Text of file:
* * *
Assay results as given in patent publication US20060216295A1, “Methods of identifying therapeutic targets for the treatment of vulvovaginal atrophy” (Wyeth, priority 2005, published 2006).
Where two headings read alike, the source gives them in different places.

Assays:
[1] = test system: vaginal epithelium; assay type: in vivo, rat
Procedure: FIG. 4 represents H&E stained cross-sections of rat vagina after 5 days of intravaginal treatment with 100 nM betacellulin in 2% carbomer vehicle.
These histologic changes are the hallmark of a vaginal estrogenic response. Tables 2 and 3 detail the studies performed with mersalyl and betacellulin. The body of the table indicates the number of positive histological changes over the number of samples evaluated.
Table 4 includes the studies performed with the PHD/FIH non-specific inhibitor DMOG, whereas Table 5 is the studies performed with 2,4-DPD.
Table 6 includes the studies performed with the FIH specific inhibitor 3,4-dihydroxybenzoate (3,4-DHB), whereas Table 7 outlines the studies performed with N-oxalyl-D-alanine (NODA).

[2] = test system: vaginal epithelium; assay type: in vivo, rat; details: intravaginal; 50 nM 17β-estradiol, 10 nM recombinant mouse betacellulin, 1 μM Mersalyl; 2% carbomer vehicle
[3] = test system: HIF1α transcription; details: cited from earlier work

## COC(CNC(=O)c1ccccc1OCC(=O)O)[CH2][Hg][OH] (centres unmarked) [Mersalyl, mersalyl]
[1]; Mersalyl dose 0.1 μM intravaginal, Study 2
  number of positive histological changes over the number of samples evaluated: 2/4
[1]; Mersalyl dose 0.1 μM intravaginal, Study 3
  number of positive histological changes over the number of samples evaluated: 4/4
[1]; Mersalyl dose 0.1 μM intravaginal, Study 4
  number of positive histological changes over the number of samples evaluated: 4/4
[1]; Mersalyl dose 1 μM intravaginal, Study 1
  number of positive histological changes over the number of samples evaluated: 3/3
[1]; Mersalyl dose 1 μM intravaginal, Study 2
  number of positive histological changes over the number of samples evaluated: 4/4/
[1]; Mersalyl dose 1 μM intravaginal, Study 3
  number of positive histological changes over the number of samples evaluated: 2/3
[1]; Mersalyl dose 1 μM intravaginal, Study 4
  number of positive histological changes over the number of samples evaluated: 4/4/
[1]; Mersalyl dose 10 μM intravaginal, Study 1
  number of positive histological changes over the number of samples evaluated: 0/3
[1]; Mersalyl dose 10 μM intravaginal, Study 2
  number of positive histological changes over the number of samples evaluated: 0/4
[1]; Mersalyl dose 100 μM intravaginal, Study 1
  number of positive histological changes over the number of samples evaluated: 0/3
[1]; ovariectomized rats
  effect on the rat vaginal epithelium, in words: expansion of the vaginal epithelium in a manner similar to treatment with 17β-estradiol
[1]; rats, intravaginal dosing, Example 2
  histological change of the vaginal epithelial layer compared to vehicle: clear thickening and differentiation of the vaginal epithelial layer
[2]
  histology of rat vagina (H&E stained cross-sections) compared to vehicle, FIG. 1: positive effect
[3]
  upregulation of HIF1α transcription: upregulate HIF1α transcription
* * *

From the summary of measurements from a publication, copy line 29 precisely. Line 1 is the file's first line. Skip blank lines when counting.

  number of positive histological changes over the number of samples evaluated: 0/4